In this verse, Amos reminded the rich Samaritans God struck them with His judgment in other ways that affected their bodies, crops, produce, and animals. God reminded them He was in control of the winds, moisture, and insects. Each of these affected their crops. He sent a scorching wind, the sirocco winds that came from the deserts east of Israel. God reminded them of its heat and gusts that sent sand and dust on them, their animals, and crops. It withered their vegetation. This wind was unpredictable, just as the day of the LORD would have been for the rich Israelites. God smote them with mildew that came from humidity or rains that did not pass or dry up well so their crops, especially corn crops, became mildewed and destroyed. God controlled the caterpillar. This word “caterpillar” comes from the Hebrew word gazam, which means locusts. The locusts from the desert are notorious for the amount they can eat. Daily they eat their weight in food. A swarm of locusts can number 40 to 80 million locusts in half a square mile (one square kilometer). This means they can eat about 420 million pounds (192 million kilograms) of plants each day.
(http://animals.nationalgeographic.com/animals/bugs/locust/) God controlled even these insects so He could affect the food of the nation. The Israelites would remember a plague of locusts. Amos said it devoured their gardens, vineyards, and fig and olive trees, yet the people did not return to the LORD. David spoke of this occurring in Psalm 78:46 and 105:24. Amos said, God punished the people of Israel, it affected the wealthy of the land, yet they did not return to Him. GOD is almighty. He controls rain, wind, sand, dust, plant growth, and bugs/animals. These God-controllable things affected their profits and wealth. God was the One who gave them what they had. They should return to Him.
With verse ten, Amos reminded the rich Israelites GOD controlled their health. He was the One who caused their birth and determined their health. GOD was the One who allowed sickness and brought wellness. He knew and numbered their days and the days of all living things. Amos said in verse ten,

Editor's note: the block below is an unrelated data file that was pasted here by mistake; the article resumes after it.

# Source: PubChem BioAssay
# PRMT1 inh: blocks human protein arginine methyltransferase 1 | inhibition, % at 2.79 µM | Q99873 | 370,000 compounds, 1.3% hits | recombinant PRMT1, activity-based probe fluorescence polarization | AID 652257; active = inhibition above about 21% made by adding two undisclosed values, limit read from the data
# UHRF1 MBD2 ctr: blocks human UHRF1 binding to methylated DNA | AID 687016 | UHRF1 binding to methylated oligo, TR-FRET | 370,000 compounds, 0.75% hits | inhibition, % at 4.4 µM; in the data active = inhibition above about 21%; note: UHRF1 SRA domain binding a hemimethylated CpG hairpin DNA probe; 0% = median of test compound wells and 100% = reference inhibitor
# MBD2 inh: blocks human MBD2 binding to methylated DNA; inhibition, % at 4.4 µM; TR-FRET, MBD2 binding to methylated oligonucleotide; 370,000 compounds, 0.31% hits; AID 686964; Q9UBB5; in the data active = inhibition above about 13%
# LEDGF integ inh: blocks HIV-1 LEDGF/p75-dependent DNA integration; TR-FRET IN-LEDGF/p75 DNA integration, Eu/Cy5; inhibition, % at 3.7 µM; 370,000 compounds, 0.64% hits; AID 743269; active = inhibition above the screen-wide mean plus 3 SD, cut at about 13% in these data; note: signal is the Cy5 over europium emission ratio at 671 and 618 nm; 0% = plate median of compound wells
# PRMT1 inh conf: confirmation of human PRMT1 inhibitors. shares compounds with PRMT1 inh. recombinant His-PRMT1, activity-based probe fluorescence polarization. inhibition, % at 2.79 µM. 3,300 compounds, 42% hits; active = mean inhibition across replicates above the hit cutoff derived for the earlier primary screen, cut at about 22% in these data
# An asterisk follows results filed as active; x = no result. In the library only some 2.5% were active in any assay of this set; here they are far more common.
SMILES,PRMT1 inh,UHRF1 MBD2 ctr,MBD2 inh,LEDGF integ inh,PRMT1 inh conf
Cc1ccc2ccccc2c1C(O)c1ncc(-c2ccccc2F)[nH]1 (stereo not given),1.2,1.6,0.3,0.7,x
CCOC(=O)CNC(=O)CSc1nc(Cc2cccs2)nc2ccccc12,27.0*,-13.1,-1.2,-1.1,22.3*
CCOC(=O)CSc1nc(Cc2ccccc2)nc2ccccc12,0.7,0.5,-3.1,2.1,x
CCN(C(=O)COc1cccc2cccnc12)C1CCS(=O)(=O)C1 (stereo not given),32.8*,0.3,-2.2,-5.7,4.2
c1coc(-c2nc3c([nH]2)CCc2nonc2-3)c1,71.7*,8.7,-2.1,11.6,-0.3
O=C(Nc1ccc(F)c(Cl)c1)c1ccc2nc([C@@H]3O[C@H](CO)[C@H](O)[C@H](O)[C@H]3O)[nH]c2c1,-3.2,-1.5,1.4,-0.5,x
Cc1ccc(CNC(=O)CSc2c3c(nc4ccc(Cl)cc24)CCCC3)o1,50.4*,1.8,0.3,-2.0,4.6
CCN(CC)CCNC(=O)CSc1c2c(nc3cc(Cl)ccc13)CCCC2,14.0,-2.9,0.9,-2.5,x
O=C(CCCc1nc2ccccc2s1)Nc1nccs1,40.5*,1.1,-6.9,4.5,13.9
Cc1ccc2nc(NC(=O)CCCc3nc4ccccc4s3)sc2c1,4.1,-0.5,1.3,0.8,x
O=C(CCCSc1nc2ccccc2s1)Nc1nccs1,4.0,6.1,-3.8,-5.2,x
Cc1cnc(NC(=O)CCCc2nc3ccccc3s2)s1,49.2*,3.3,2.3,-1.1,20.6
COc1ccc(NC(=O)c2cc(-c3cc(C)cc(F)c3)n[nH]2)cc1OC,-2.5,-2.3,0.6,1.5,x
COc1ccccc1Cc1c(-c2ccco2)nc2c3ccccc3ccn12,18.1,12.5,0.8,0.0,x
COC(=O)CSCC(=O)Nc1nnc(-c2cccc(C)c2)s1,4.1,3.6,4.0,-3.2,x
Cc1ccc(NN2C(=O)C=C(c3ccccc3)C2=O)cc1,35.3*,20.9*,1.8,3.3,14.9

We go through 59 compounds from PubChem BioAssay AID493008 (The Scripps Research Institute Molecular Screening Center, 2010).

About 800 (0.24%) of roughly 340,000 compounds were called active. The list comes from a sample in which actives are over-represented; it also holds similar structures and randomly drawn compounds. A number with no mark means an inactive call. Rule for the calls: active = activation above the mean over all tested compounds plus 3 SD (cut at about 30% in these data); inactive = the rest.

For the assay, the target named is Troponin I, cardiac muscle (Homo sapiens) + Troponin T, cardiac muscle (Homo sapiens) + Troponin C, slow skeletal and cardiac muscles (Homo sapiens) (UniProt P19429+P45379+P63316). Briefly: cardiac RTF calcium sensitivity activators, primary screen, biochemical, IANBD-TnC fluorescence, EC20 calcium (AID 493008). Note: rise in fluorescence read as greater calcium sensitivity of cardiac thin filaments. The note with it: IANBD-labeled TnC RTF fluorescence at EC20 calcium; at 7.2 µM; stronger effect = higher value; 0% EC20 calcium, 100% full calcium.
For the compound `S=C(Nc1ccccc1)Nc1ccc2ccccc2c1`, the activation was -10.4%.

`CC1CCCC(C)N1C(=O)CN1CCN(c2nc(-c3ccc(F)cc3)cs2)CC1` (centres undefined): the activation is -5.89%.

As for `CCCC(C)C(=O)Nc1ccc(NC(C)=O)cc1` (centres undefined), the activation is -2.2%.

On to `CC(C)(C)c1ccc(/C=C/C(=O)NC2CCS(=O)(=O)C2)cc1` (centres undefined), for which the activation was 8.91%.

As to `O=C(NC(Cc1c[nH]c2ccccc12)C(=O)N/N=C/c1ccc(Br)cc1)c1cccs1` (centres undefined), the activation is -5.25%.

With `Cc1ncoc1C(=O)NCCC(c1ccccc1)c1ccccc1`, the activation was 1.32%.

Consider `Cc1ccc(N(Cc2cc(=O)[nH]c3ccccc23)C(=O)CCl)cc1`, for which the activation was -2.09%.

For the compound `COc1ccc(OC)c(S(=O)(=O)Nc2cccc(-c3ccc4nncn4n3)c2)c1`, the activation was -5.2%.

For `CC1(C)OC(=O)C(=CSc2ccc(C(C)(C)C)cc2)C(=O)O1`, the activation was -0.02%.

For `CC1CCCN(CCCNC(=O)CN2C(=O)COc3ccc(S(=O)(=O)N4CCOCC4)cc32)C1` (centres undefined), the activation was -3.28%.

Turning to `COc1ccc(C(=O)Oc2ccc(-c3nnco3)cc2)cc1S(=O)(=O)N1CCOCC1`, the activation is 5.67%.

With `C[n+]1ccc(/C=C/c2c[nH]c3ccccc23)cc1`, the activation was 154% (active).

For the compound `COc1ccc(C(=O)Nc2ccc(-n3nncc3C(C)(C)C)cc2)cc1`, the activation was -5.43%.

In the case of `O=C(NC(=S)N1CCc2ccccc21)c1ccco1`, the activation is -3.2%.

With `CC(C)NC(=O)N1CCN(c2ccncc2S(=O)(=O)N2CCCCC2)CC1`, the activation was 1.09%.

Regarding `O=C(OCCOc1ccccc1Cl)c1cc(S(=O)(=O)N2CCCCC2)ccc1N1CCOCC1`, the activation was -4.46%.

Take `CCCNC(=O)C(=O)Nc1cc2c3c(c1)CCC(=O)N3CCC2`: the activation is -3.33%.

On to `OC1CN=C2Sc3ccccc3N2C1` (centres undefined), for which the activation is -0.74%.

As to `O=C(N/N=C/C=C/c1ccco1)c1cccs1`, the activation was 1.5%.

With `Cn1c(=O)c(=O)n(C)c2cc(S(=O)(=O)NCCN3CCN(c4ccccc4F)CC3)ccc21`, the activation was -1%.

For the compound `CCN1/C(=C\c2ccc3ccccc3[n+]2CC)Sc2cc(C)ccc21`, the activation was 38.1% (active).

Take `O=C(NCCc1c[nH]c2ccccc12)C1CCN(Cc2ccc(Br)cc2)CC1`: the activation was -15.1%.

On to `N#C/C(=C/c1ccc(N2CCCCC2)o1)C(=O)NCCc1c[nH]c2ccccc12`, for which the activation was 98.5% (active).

“‘I sent a plague among you after the manner of Egypt; I slew your young men by the sword along with your captured horses, and I made the stench of your camp rise up in your nostrils. Yet you have not returned to Me,’ declares the LORD.” [NASB]
This plague was like what GOD sent on Egypt when the Pharaoh refused to release the Hebrews from slavery. It was a pestilence, a disease that did not distinguish between old and young, or rich and poor. David spoke about a pestilence coming upon the Israelites in Psalm 78:50. GOD said He slew the young men by the sword along with their captured horses. He reminded the rich Israelites He controlled whom He allowed to come against them in war and who won the battle. GOD determined if their horses survived. Amos recalled for them the stench of death that surrounded them when their young men and horses died by the sword. This vivid stench was memorable to the people. The smell reminded them Who brought the death and stench, Who is greater than them, and Who is in control of everything. The products of their wealth, cattle, horses, vineyards, flocks, orchards, and crops were each in GOD’s hands. He determined their survival and fruitfulness. These determined the wealth of the rich Israelites. GOD gave the rich Israelite wealth, health, and daily needs. Just as easily, God could take it away. He allowed these bad things to happen several times at the hands of the Israelites’ enemies–by the Philistines, Arameans, Egyptians, Moabites, Ammonites, Edomites, and Amorites.
With the final verse recalling GOD’s might and power, Amos reminded the rich Israelites they existed after GOD’s judgments only because of His mercy. GOD brought them from the blaze of destruction from His earlier judgments. In verse eleven, Amos said,
“‘I overthrew you, as God overthrew Sodom and Gomorrah, and you were like a firebrand snatched from a blaze. Yet you have not returned to Me,’ declares the LORD.” [NASB]